Simply put, the Zega is a 5-litre, double insulated pot and lid with a Bluetooth temperature sensor and an app. You prepare the food, place it in the pot, select the right heat level, and once it reaches that, turn off the stovetop. It does the rest.
Zega is an Aussie invention too. Sounds great – one-pot cooking, far lower energy cost, and very well-made – you can also use it as a standard pot.
Upfront, let me say it does all it claims – it cooks one-pot food beautifully. But it is a challenge is to learn – sometimes by bitter experience – how long the ‘walkaway’ cook time really is. For example – once you start cooking, you must leave the lid on! Opening it to stir or add extra ingredients allows the heat to escape.
This review is more about learning an entirely new way to cook. And realise that the ‘smart’ part is just a BT digital indicator that tells you when the pot reaches the heat for various ‘base’ protein. It does not control the cooking in any way. The app is embryonic, contains some recipes and FAQs.
The secret is the double-wall construction that sandwiches a thermodynamic air layer between two sheets of 18-10 stainless steel. This traps the heat, and the moisture inside the pot makes it like a thermos. You heat it for 8-10 minutes. It cooks for hours, with no stirring or tending required. Because it continues to cook without gas or electricity, it saves money, and it’s perfectly safe to leave unattended.”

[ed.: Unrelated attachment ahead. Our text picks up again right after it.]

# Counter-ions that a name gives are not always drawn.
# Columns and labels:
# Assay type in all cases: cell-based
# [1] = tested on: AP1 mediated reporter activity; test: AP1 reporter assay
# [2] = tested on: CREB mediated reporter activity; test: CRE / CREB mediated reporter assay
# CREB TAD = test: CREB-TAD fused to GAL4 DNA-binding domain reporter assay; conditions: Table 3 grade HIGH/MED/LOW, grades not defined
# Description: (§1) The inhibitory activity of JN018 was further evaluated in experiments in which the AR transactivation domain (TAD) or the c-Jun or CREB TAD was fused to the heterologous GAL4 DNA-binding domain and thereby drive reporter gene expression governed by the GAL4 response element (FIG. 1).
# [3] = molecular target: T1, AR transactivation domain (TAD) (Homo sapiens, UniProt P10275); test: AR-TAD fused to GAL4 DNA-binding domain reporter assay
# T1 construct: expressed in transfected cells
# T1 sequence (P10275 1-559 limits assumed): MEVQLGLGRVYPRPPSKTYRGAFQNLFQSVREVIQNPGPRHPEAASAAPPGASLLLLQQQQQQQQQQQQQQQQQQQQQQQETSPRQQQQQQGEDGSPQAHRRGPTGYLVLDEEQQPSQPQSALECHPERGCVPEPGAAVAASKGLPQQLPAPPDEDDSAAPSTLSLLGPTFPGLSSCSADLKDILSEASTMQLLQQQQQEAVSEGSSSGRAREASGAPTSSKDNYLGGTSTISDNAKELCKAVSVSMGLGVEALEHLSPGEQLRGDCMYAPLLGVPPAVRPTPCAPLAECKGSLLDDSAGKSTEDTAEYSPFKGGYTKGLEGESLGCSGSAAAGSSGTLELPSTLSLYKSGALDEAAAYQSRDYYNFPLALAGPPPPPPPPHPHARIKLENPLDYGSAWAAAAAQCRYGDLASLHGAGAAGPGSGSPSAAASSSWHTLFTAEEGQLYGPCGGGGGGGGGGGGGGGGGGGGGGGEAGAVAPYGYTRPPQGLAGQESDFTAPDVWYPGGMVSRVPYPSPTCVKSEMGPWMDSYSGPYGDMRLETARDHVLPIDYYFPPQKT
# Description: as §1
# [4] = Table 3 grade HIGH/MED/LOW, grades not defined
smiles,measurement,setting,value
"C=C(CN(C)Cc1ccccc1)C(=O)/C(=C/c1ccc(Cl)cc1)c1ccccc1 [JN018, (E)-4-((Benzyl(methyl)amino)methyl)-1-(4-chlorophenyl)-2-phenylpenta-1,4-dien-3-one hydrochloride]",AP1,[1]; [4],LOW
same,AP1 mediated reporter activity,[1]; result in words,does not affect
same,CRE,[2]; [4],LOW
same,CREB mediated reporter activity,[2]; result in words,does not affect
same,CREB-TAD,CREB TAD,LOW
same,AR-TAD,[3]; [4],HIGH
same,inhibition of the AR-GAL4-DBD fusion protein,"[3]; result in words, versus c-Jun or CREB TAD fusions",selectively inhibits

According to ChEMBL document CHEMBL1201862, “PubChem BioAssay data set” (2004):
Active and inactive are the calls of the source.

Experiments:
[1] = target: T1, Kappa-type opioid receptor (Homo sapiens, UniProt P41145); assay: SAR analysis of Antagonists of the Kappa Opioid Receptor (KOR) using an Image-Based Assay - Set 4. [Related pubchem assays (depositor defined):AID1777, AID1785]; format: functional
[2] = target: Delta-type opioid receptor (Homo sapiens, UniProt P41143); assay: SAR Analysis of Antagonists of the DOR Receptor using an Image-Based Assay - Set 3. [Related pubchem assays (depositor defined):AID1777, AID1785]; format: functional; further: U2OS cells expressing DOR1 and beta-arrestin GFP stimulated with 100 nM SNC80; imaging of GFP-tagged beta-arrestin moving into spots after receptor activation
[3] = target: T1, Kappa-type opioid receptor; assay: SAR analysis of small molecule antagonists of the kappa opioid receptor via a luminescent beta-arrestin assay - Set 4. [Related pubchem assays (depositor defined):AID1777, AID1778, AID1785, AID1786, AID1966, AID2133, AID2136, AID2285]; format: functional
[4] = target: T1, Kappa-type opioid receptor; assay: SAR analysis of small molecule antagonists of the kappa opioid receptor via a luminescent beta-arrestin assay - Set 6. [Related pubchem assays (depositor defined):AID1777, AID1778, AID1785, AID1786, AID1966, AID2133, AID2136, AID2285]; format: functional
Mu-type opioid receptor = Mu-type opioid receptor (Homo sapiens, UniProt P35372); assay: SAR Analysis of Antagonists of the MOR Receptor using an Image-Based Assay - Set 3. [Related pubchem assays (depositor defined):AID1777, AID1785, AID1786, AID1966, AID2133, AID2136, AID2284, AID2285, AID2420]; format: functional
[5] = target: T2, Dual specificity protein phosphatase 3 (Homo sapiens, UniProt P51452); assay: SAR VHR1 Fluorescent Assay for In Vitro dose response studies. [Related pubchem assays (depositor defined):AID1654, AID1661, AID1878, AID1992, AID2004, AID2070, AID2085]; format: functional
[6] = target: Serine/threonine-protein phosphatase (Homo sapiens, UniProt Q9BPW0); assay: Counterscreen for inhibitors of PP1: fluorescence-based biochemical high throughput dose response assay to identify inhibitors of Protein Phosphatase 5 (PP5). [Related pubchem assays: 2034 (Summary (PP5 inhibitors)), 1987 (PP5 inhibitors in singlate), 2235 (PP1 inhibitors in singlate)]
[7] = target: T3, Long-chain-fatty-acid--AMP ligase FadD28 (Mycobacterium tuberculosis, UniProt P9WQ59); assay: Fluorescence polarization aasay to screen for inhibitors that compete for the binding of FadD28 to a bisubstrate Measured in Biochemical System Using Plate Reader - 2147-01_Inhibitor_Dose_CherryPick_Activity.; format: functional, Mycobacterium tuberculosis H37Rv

Brendan Dunne, Lead Designer and Co-Founder at Zega
Price: Digital version is $299 but on special at $199 free shipping and 30-day free return
The Zega works with gas, electric, induction, ceramic and halogen cooktops.
First impression – very well made
It is a 5-litre pot, quite heavy and has a double insulated base, walls, and lid. It is not a pressure cooker, more akin to a slow cooker, and that is where the first caveat comes in.